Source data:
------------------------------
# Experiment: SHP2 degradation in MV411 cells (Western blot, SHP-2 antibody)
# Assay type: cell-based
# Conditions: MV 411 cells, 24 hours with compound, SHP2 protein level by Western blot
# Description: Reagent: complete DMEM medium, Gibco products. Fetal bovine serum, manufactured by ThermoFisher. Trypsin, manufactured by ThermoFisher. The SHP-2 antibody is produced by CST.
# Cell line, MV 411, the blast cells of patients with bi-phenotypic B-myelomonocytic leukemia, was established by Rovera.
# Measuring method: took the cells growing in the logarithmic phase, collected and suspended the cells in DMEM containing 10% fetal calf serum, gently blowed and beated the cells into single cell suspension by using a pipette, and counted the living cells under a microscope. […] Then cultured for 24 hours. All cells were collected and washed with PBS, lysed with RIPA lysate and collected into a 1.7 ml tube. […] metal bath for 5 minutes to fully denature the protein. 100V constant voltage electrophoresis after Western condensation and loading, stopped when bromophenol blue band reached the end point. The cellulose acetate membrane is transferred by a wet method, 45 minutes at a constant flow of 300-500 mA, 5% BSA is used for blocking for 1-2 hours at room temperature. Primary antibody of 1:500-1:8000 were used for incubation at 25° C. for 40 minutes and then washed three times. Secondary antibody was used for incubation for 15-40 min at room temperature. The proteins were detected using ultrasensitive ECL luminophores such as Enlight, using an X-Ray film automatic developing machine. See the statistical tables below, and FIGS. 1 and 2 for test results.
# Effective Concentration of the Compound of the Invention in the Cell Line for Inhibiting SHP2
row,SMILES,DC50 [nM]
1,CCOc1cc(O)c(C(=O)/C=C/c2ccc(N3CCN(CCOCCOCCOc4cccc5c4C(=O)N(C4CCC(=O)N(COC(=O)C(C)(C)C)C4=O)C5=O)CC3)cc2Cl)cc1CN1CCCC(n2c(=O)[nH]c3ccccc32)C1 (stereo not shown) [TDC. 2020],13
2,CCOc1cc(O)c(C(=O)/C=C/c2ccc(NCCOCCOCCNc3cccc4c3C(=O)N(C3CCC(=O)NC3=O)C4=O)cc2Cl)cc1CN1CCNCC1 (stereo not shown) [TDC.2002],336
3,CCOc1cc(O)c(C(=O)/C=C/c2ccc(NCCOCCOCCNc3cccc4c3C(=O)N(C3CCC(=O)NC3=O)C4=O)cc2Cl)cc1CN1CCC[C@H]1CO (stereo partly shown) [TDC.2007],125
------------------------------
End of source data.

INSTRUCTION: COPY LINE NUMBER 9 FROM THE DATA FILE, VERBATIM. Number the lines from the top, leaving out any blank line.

1,CCOc1cc(O)c(C(=O)/C=C/c2ccc(N3CCN(CCOCCOCCOc4cccc5c4C(=O)N(C4CCC(=O)N(COC(=O)C(C)(C)C)C4=O)C5=O)CC3)cc2Cl)cc1CN1CCCC(n2c(=O)[nH]c3ccccc32)C1 (stereo not shown) [TDC. 2020],13